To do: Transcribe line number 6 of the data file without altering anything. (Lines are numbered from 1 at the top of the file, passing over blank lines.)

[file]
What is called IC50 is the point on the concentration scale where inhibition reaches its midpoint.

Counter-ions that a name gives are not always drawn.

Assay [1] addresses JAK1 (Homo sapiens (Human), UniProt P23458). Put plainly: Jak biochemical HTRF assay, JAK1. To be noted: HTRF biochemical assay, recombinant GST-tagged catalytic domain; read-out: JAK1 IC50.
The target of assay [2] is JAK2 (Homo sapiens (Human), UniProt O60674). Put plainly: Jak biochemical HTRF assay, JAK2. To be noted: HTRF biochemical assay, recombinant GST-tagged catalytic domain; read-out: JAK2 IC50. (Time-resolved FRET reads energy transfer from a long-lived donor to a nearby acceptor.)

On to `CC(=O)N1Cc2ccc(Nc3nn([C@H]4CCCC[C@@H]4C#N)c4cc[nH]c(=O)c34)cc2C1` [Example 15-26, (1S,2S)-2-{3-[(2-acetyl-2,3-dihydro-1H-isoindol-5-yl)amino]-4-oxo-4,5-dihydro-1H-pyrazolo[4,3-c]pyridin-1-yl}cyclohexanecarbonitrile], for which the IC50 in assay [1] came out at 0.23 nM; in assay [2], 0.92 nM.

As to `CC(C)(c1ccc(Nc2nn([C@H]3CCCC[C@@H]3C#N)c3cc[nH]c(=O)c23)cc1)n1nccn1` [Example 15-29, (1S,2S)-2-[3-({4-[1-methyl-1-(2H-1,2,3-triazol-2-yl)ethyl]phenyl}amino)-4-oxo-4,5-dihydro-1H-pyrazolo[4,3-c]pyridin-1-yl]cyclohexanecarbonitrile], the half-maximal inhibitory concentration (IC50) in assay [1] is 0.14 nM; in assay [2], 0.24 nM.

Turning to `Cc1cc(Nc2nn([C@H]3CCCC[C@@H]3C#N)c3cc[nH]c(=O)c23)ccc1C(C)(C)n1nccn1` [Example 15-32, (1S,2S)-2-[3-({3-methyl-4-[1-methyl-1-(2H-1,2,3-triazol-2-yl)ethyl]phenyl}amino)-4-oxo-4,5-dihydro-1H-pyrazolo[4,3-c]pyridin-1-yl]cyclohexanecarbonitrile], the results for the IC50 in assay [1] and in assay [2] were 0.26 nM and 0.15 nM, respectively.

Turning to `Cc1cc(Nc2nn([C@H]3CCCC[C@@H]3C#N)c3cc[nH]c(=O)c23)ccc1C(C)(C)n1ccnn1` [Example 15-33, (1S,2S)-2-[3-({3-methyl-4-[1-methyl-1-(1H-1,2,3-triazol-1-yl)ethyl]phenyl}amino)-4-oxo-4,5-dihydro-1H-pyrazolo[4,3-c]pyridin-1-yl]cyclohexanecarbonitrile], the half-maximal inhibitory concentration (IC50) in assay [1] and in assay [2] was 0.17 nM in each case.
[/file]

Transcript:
As to `CC(C)(c1ccc(Nc2nn([C@H]3CCCC[C@@H]3C#N)c3cc[nH]c(=O)c23)cc1)n1nccn1` [Example 15-29, (1S,2S)-2-[3-({4-[1-methyl-1-(2H-1,2,3-triazol-2-yl)ethyl]phenyl}amino)-4-oxo-4,5-dihydro-1H-pyrazolo[4,3-c]pyridin-1-yl]cyclohexanecarbonitrile], the half-maximal inhibitory concentration (IC50) in assay [1] is 0.14 nM; in assay [2], 0.24 nM.